Baird's General: A Big Treasure Hunt | Shopping | Hudson Valley | Chronogram Magazine

A few months ago, Seth Baird was walking with his fiancé and friends in Woodstock when he passed by the open storefront that would come to house Baird’s General, a gathering place for regionally made foods, crafts, home goods, and antiques. His fiancé told him that he should open up a small business in the space, but garnered nothing more than a chuckle from Baird in response. The dismissal turned out to be short-lived, however––the next day, Baird contacted the owner, and by Memorial Day Weekend, Baird’s General was open, proudly announcing its existence to passersby with bright rainbow bands of color painted on the edges of the window panes.

Before the pandemic, Baird had been living in Manhattan, working in administrative support for a private equity firm. He had finished business school, transitioning away from his previous career as an actor, a few months before COVID-19 swept the city. Baird and his fiancée had moved to the Hudson Valley to continue working remotely when they realized that they didn’t want to return, prompting Baird to reexamine his professional priorities. Opening the general store, he’s found his place amongst the ecosystem of small businesses in the area, working with Damn Good Honey, Phoenicia Soap, Tree Juice, Papa’s Best Batch, Hudson Harvest, Stony Brook WholeHeartedFoods, and Creekside Farms to provide local and artisanal goods.

“We carry as many Hudson Valley products as we can,” says Baird. “Items that you can get from my store support not just my small businesses, but a dozen others as well.” That list includes honey, maple syrup, jams, beef jerky, pickles, sauces, nuts, soaps, paintings, and antique finds. He tries to find local small businesses not yet represented in Woodstock, “to give them a voice to the tourists and the locals who are trying to broaden their wheelhouse of places to support.”

Baird describes the inside of the store as “a big treasure hunt.” Modeled after the general stores of the 1920s with the addition of “weird, modern touches,” customers can find canned goods mixed up with small plastic animals that Baird has placed around the store for both the customer’s entertainment as well as his own. “I have bugs next to the bug spray,” he chuckles.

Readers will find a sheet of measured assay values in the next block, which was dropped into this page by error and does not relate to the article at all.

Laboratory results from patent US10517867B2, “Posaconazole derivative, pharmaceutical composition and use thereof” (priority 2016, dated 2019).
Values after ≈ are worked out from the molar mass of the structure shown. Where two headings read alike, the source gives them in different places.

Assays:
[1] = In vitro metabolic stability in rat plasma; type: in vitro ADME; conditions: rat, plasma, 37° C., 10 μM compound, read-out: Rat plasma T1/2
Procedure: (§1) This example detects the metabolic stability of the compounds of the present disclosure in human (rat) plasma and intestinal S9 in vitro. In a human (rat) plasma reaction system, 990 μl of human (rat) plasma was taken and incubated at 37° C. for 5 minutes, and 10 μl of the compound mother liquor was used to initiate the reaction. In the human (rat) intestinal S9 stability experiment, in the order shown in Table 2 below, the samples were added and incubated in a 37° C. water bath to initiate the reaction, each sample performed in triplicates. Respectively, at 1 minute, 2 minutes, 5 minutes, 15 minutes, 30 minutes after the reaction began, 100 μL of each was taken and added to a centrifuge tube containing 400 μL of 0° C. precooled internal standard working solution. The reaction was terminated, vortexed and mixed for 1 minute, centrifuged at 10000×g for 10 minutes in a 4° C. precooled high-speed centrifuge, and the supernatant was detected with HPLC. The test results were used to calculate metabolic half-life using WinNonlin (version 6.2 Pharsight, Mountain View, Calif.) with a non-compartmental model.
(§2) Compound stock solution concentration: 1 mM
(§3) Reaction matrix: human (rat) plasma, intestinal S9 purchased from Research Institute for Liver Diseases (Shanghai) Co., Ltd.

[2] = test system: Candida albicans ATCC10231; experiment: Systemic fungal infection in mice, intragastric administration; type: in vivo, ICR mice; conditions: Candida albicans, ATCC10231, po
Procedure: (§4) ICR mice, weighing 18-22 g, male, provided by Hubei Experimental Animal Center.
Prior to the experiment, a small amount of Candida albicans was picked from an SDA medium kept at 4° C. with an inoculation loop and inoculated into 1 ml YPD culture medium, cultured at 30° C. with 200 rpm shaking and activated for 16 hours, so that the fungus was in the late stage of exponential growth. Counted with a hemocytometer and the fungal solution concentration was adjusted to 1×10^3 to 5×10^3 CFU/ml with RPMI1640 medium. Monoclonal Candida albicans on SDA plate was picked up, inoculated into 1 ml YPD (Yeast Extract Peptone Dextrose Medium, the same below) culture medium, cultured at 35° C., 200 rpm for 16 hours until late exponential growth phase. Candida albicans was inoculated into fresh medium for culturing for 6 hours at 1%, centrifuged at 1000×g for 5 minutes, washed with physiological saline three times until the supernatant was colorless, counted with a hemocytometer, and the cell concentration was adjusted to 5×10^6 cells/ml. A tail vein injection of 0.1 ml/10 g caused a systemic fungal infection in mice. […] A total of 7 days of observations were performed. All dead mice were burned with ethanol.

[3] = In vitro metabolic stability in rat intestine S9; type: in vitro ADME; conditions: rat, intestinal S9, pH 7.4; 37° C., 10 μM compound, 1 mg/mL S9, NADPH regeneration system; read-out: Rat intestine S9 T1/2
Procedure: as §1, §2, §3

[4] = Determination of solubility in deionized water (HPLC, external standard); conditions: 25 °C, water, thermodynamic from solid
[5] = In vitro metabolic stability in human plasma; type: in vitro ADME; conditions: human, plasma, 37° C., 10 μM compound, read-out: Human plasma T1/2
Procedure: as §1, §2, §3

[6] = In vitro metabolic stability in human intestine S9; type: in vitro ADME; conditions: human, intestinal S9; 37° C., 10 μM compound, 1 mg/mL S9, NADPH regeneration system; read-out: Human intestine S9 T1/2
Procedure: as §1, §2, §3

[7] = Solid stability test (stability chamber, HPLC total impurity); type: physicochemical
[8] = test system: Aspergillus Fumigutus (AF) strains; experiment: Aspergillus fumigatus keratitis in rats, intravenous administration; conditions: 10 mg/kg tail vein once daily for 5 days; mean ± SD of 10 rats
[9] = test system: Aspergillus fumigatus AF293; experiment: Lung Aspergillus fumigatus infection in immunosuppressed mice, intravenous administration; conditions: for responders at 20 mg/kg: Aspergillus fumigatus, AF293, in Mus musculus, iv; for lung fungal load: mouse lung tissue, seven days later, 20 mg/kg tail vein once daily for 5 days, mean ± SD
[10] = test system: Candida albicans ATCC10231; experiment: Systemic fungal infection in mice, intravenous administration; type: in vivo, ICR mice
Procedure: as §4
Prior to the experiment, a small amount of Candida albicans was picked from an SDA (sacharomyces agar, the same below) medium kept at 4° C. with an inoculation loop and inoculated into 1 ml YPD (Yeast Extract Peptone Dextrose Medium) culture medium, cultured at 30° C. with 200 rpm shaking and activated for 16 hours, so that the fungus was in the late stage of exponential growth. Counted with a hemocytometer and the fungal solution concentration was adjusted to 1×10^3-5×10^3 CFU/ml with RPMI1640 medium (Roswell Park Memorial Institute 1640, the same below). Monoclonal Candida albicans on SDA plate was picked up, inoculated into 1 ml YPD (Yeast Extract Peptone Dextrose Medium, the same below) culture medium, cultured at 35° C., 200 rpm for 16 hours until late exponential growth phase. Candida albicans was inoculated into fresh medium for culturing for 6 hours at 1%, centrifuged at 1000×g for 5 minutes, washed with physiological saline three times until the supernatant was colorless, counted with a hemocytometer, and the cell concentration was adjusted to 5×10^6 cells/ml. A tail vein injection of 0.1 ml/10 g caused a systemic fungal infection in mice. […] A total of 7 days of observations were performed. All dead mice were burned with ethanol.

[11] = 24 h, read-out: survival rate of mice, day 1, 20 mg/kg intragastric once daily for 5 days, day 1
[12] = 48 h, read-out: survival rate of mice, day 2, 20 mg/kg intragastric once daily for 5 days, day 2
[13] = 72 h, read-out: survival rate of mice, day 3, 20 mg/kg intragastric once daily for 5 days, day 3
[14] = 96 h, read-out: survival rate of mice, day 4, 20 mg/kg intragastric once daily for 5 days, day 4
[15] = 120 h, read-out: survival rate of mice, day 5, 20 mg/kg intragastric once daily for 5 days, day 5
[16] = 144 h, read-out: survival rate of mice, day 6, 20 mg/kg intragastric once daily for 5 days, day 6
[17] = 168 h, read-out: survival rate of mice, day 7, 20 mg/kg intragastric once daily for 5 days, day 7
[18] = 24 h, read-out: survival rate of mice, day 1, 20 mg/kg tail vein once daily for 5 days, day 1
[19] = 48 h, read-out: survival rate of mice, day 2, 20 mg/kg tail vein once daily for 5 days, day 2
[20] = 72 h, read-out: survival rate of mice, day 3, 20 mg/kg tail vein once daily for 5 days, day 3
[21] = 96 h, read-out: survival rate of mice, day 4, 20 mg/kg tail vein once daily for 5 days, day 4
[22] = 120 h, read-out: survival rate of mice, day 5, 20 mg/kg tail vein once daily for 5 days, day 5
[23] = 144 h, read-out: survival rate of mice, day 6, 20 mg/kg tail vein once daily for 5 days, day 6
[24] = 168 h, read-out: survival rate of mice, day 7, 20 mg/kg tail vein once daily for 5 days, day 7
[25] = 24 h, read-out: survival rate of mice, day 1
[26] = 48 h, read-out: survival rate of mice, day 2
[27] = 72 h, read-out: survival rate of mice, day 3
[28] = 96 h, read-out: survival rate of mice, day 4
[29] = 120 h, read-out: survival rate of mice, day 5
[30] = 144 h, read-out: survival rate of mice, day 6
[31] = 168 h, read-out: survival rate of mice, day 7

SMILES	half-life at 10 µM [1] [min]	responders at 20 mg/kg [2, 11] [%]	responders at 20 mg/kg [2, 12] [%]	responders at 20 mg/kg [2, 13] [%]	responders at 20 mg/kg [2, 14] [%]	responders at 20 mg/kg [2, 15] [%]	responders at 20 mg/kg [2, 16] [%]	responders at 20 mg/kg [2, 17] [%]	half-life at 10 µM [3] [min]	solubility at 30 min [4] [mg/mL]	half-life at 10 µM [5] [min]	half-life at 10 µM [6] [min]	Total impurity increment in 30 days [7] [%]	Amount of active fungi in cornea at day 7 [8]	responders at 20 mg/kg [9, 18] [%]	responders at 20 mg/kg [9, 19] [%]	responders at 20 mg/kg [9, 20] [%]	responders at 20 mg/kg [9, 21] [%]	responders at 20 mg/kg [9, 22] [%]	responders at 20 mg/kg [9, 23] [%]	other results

Central to the scene are two large wooden tables, topped with fruit spreads, soaps, oils, sprays, and jars of various pickled substances. Below them sits a neatly stacked tea set, alongside an amalgam of ceramic bowls and wicker baskets. Above the fireplace, there shelves are stocked with clocks, vases, and bits of petrified wood. Cards handwritten in colorful marker distinguish the hot sauces from the maple syrup.

Baird is committed to his store being a tolerant, welcoming space. “I like to think our place is a safe haven,” says Baird. “As a gay man, I wanted to make sure my shop was inclusive.” Reducing waste is also paramount for Baird, who thinks of the general store as a way to place previously owned products “that might otherwise be found in some landfill” in the homes of happy customers.

The basement displays entirely vintage products and antiques. “There are little hidden gems of thrift store and auction finds,” Baird says. “I wanted to give these things a new life. Everyone is worried about getting newer, bigger, and better things, but sometimes the older things are better.”

Baird’s General is open Monday through Thursday 11am-5pm, Friday 10:30am-5:30pm, and weekends 10am-6pm.

Baird’s General LLC

34 Tinker Street, Woodstock, NY 12498

[email protected]

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